Feeling Down with the Holiday Blues
The holiday season is supposed to be a magical time for spreading cheer, creating memories, rekindling relationships, and relaxing after a long year — as promised by popular Hallmark movies and cliché holiday greeting cards.
Though the holidays usually are a time for joy and celebration, for some of us, this time of high emotion can bring on extra anxiety and stress.
While stress is seemingly inevitable during the holidays, try not to let it ruin your time with friends and family. If you feel a little more depressed or sad during November and December, you may be experiencing the holiday blues.
What are the holiday blues?
The holiday blues are temporary feelings of depression that last during the holiday season, typically after Thanksgiving and through New Year’s.
Holiday blues can have many causes, including stress, fatigue, limited finances, overspending, social gatherings, or loneliness.
“Depressive symptoms of the holiday blues may also be triggered by the realization that your life has not gone exactly as it should have over the past year,” said Cassandra Allen, a licensed clinical social worker at Iredell Psychiatry.
The holiday season can bring on several different pressures that add even more tension — the pressure to spend enough money or to “keep up with the Joneses,” the pressure to entertain friends and family, and the pressure to compensate for last year’s “lost” festivities.
Signs of holiday blues may include:
- Abnormal sleeping patterns
- Irregular eating habits
- Irritability that can cause relational issues
According to Allen, increased stress during the holidays can cause your body to produce more cortisol and adrenaline, making your heart rate, blood pressure, and blood sugar rise. This, in turn, creates feelings of anxiety and prompts panic attacks.
Additionally, those with prior mental health issues may be more prone to holiday depression. According to a study from the National Alliance on Mental Illness, 64% of people with an existing mental illness report that the holiday blues affect them.
How can you cope with holiday stress and depression?
Manage your time, and balance your activities
To cope with the holiday blues, attempt to stay on your everyday routines and manage your time well. Try to keep a regular sleep schedule, maintain hygiene, and stay as close to your spending budget as you can.
“Holiday or not, time management is one of the biggest stressors. If you do not manage your time well, you may overextend yourself in one area and have to take time and energy from another area, like your sleep, hygiene, or your relationships,” said Allen.
Whether it be in time, energy, work, or money, overextending yourself can create even more stress and a higher likelihood of the holiday blues. Make sure to balance your holiday activities and be realistic about what you can and cannot do.
Exercise can also help you cope with extra stress. Good physical health can help you have energy when you need it.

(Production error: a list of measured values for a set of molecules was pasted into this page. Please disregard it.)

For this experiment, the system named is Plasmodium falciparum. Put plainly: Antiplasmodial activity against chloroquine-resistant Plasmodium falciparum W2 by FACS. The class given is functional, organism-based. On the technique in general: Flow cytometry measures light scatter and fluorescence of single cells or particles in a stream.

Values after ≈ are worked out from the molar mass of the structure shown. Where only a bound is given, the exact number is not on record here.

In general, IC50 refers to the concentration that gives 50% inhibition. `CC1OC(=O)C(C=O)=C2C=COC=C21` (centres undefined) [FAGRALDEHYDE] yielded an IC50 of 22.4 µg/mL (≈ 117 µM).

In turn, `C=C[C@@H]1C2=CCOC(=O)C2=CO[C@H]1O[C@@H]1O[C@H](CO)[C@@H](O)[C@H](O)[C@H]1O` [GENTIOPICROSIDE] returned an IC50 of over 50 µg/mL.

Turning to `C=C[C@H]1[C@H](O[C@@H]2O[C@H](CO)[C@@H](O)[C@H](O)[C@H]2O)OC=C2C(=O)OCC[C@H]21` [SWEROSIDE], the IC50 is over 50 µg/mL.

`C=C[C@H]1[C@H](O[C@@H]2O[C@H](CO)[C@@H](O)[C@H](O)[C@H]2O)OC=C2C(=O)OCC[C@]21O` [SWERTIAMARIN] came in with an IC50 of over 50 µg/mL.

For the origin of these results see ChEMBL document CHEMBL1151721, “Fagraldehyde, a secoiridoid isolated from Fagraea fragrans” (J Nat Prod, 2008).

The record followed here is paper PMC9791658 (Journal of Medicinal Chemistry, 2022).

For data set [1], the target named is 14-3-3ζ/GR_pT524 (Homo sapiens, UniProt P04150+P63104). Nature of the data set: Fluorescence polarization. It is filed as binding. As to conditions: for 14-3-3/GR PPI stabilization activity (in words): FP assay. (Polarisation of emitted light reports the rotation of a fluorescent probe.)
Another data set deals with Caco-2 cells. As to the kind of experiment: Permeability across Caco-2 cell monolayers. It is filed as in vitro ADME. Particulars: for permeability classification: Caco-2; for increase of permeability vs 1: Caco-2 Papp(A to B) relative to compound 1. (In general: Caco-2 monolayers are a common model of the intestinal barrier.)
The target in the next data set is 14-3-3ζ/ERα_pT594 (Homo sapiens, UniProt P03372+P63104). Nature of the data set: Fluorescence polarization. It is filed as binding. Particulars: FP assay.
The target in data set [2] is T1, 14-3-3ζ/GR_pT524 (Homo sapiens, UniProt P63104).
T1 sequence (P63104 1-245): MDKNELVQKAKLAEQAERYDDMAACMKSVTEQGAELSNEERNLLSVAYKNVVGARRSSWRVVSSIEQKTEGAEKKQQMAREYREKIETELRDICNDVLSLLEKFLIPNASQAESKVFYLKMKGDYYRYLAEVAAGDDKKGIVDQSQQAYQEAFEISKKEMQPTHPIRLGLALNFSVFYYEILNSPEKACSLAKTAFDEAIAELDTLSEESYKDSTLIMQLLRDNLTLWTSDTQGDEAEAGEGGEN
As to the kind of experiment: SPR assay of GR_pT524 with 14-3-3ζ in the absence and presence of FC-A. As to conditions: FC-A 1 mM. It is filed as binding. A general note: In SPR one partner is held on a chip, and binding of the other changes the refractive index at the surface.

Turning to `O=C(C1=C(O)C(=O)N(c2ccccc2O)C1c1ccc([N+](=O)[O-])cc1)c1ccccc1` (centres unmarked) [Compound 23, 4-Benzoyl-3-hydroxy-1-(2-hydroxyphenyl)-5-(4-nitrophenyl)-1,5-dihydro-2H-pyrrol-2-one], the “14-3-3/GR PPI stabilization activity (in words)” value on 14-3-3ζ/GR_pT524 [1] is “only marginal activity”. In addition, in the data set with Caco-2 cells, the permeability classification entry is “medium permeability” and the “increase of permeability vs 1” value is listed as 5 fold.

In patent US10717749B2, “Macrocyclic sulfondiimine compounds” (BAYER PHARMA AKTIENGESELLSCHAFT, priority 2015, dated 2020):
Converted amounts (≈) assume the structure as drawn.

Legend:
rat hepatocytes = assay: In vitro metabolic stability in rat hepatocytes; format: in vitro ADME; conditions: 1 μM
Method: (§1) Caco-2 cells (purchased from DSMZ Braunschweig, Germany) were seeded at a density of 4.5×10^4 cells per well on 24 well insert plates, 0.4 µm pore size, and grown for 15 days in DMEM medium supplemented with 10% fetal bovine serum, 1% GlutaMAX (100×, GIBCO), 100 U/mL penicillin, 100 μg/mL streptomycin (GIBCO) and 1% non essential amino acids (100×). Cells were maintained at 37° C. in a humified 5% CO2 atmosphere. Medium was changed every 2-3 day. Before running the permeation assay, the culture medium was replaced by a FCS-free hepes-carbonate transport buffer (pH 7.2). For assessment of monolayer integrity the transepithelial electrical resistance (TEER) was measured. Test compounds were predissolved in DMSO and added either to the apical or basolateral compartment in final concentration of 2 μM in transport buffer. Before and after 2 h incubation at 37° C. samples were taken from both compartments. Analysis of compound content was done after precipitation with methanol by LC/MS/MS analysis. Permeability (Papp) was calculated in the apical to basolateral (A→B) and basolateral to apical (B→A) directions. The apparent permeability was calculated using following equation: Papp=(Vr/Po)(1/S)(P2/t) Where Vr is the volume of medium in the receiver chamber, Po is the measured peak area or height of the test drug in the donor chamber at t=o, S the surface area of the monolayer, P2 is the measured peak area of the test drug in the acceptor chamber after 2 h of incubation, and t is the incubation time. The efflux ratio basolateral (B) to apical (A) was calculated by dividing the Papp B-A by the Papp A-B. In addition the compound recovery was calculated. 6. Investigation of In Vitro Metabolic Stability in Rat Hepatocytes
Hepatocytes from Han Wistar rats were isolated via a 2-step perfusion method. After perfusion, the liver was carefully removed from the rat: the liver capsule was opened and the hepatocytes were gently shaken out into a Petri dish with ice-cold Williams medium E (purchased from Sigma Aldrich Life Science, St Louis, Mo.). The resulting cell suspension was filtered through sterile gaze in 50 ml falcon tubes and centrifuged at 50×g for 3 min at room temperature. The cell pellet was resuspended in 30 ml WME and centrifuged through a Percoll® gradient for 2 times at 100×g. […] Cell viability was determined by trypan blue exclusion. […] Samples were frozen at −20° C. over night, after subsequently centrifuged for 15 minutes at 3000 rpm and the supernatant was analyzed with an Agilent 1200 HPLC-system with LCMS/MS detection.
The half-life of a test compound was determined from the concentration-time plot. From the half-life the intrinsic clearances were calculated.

“Exercise releases hormones that increase your ability to cope with stress. It is beneficial for both your mental and physical health,” said Allen.
Try activities that lighten your mood
Try activities that are fun and uplifting, like watching a holiday movie, driving to look at decorations, or partaking in your favorite hobby.
“Do something that lightens your mood, and try to stay in the present moment of whatever you are doing,” said Allen.
Lean on others
Make sure to surround yourself with people who are supportive and caring.
“If you do not have a lot of interaction with family or friends, do not be afraid to seek out a professional to speak with,” said Allen.
Don’t try to be responsible for everything, and let others help out.
Take deep breaths
If you find yourself in a situation where you are particularly stressed, or feel a panic attack coming on, try some deep breathing.
“Deep breathing is very important. It can trigger your vagus nerve in your body, which will help calm and remind your brain that you’re not in need for fight or flight and that you’re not in danger,” said Allen.
Box breathing is a popular deep breathing technique that can help you relax. To do this, inhale for a count of four, hold for a count of four, exhale for a count of four, and repeat.
When it all gets to be too much
Symptoms of the holiday blues are temporary. However, if your depression lasts until after the holidays, it could be a sign of seasonal affective disorder (SAD).
“With the holiday blues, you can still carry out your daily functions, but you feel less motivated, more ‘bah humbug,’” said Allen. “Whereas with SAD, you isolate more and have more dramatic changes in eating and sleeping habits.”
SAD is the direct result of fewer hours of exposure to sunlight during the winter months.
“In the winter, there are decreased hours in the day. Therefore, more melatonin is produced, and with that larger production of melatonin comes depression,” said Allen.
If you think you may have SAD, you should seek professional help. It’s important to get an accurate diagnosis and get started on treatment.
Enjoy this holiday season and take care of yourself. Pay attention to the signs of too much stress, try coping strategies, and seek help if it gets to be too much.
Cassandra Allen practices at Iredell Psychiatry. To schedule an appointment with Allen or learn more about Iredell Psychiatry, please call the office at 704-380-3620.